Saturday, August 14, 2010

The Danger of Democracy

There's a lot of talk right now about our democracy. I suppose that's not new. Americans have and inspire quite a bit of conversation on that topic. There's a lot of talk about racism and equality. That's not new either. It may never be new, I'm sorry to report. Despite the sensitivity of the subjects, these conversations are not inherently bad or inappropriate. They're uncomfortable, but not dangerous.

The impetus for the current discourse swirls in and around two topics: 1. the proposed Islamic center near the ruins of the 9/11 disaster in New York and 2. the proposed revocation or alteration of 14th amendment rights. Pundits and ponderers are batting the questions back and forth across cable news channels, over AM radio airwaves and throughout the paltry print that remains in any way relevant. No matter how elementary, these bluster-machines pretend their questions are massive, resounding elephants of truth tramping through the forest: 'Should the mosque be built there? In the shadows of the towers where Islamic extremists terrorized our country?' 'Should tourists be allowed to bring their pregnant women into the U.S.? Should Mexicans be allowed to do that?' No matter how unsavory or surreal the questions, our free society permits them - encourages them. There's no danger in the questions.

And as we've undressed the issues, we've had bad diagrams drawn and boring scholars expound and unfortunate theories traded. For a visual representation of the mess, picture the last day of a nominating convention when confetti makes its way maniacally up and around a vast arena, with no real direction, no purpose except to excite and distort. It's beautiful and chaotic and overdone. But not dangerous. Right?

Right. We're agreed until we get past the topic, beyond the questions and over the media-induced frenzy. Then we may part company. Because when I see injustice it's not just my moral self that reacts, it is my American self.

As an American I believe it is shameful and embarrassing that nine years after the fact we are still not properly caring for relief workers who rained down upon the disaster site in New York like angels from heaven. I am even more betrayed by the fact that we have not erected any meaningful replacement for the towers, the gape in the landscape serving as daily congratulations to the terrorists who created it. My American sensibility winces with real pain at the failure to remember our unity in the days that followed that disaster so that we could use that unity for strength against any challenge.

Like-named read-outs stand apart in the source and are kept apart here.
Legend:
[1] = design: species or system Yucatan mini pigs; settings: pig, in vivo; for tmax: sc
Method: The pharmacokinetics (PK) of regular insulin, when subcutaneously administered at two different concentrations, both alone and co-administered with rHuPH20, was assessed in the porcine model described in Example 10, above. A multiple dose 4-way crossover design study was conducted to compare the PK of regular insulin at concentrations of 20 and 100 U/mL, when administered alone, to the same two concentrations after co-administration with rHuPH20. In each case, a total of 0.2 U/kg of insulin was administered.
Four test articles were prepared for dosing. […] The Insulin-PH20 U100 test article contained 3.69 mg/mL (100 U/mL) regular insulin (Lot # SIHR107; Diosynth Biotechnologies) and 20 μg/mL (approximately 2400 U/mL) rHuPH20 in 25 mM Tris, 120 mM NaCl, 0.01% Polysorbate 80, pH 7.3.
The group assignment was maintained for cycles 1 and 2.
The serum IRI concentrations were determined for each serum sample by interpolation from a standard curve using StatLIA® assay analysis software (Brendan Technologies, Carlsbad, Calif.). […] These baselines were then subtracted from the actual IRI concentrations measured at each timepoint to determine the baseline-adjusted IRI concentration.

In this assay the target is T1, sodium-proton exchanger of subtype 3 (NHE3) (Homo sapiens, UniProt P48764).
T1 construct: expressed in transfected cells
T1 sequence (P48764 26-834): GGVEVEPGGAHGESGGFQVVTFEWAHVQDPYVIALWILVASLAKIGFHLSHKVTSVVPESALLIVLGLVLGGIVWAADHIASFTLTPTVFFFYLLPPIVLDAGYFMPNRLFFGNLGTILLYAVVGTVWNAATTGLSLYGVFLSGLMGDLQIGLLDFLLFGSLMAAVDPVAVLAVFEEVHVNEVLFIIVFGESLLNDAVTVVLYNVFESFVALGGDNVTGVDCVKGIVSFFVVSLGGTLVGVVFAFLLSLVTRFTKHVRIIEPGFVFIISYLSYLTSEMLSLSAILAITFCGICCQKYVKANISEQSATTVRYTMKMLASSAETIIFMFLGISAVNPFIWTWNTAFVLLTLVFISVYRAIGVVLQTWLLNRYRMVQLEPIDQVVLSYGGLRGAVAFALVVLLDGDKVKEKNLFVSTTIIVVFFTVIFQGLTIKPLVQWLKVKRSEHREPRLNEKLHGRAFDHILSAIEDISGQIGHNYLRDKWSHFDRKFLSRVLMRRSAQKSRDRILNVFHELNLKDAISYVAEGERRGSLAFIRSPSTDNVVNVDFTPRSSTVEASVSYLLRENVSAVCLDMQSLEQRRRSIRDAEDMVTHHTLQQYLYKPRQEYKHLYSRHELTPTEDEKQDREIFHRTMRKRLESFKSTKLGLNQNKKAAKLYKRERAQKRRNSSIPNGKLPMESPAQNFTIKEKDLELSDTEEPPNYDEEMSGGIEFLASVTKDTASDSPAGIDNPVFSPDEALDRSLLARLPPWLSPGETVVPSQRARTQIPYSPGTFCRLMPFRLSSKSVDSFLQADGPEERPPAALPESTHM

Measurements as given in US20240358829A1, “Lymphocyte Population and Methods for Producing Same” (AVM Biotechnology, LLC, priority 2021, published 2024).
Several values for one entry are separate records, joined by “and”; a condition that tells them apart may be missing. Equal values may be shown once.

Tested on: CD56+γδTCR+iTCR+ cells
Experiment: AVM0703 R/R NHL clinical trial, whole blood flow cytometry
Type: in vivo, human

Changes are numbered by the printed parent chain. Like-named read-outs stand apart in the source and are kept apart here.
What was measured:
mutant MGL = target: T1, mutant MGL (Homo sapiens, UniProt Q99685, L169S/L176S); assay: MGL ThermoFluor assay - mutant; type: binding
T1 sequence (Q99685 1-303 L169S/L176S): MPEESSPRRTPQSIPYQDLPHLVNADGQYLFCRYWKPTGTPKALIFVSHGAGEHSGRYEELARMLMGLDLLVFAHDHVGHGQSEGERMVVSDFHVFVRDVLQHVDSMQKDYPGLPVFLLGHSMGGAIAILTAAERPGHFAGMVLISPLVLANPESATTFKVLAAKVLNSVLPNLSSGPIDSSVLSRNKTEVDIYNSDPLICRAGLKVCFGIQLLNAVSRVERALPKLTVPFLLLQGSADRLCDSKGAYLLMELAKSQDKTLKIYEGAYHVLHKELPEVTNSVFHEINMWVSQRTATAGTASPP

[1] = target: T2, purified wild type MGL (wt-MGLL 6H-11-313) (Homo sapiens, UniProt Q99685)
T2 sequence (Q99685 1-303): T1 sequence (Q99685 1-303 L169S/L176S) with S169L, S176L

But nothing ruins me more as an American than the thought that we might prevent Muslims from building a place of worship and congregation near the site of the 9/11 attacks, simply because terrorists wearing masks of Islam participated in those attacks. Nothing could serve as a more polished symbol of ignorance about our own fundamental ideology than doing that. Except maybe revoking the birth-right citizenship of persons born in the U.S. without regard to parentage.

Traveling so far from our well-reasoned principles to a place where fear and extreme reaction control our policies would be a terrific step backward in the evolution of the American democracy. How? Please take a moment to think about what it means to tell a Muslim, a New Yorker, and a natural-born citizen of the U.S. that his place of worship is offensive or impermissible. Replace Muslim with Jewish. Tell a Jew, born and raised in New York, that his proposed temple near a German-American museum insults the nation. Replace Jewish with black. You get the idea.

And while you're at it tell my grandparents, who entered through Ellis Island and on make-shift boats from Cuba with nothing but hope in their pockets , that their U.S. citizen children, U.S.-born grandchildren and God knows how many American great grandchildren might not deserve citizenship here. Need to check their brownness... er their patriotism... uh, I mean... we'll get back to you on that. In the meantime, just tell your fellow Americans that American ideals work for us but not for them. There's equality under the law for me but not for you. No danger there, right? Wrong.

Wrong. Wrong. Wrong.

There is frightful danger. The power of democracy is its truth - it's freedom and justice - it's acknowledgement of the self-evident. The danger is the lie - the contraint and corruption - the suppression of the inherent right.

It is a lie that an Islamic cultural center near the 9/11 site insults the nation. The truth is it upholds and uplifts the fundamental ideals of the nation because in the United States who you are is as wanted and respected as who I am. It is a lie that those born here do not deserve the right of citizenship. The truth is, the coming together of my Italian-American mother and my Cuban father to create me here in this unique place on earth is what inherently makes me American. If my dad didn't have his papers in order would I be any less so? No.

I understand the fear that others might perceive us as foolish and weak. We must overcome that fear. Our very existence is proof that, once experienced, freedom, justice and truth have no competition. Terror cannot replace them. Bigotry cannot deny their potency. Fear is no match. The danger of our democracy is not that we might make ourselves vulnerable by offering too much liberty or fairness. The danger is that we may not use the power of our majority to ensure that the truth speaks louder than the lie.

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